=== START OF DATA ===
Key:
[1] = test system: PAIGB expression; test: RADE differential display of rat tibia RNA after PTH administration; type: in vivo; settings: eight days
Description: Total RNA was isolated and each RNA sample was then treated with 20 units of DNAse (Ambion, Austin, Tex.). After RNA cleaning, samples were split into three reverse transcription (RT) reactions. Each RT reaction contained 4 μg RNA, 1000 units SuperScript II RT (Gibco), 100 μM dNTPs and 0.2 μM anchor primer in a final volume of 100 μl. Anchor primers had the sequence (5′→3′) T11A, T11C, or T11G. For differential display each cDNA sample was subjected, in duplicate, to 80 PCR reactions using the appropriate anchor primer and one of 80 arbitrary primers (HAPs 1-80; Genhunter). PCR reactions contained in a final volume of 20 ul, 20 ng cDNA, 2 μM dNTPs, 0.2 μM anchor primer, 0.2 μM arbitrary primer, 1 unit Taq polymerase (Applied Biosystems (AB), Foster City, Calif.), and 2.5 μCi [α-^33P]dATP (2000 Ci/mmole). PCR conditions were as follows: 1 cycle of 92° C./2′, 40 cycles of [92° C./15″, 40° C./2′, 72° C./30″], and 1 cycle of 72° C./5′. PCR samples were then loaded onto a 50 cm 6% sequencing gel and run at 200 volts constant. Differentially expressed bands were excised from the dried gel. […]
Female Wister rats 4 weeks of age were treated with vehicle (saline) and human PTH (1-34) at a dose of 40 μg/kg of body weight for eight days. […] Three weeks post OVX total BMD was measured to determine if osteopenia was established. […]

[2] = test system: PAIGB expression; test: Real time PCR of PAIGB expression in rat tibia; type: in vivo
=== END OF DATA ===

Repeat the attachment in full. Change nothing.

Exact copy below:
Key:
[1] = test system: PAIGB expression; test: RADE differential display of rat tibia RNA after PTH administration; type: in vivo; settings: eight days
Description: Total RNA was isolated and each RNA sample was then treated with 20 units of DNAse (Ambion, Austin, Tex.). After RNA cleaning, samples were split into three reverse transcription (RT) reactions. Each RT reaction contained 4 μg RNA, 1000 units SuperScript II RT (Gibco), 100 μM dNTPs and 0.2 μM anchor primer in a final volume of 100 μl. Anchor primers had the sequence (5′→3′) T11A, T11C, or T11G. For differential display each cDNA sample was subjected, in duplicate, to 80 PCR reactions using the appropriate anchor primer and one of 80 arbitrary primers (HAPs 1-80; Genhunter). PCR reactions contained in a final volume of 20 ul, 20 ng cDNA, 2 μM dNTPs, 0.2 μM anchor primer, 0.2 μM arbitrary primer, 1 unit Taq polymerase (Applied Biosystems (AB), Foster City, Calif.), and 2.5 μCi [α-^33P]dATP (2000 Ci/mmole). PCR conditions were as follows: 1 cycle of 92° C./2′, 40 cycles of [92° C./15″, 40° C./2′, 72° C./30″], and 1 cycle of 72° C./5′. PCR samples were then loaded onto a 50 cm 6% sequencing gel and run at 200 volts constant. Differentially expressed bands were excised from the dried gel. […]
Female Wister rats 4 weeks of age were treated with vehicle (saline) and human PTH (1-34) at a dose of 40 μg/kg of body weight for eight days. […] Three weeks post OVX total BMD was measured to determine if osteopenia was established. […]

[2] = test system: PAIGB expression; test: Real time PCR of PAIGB expression in rat tibia; type: in vivo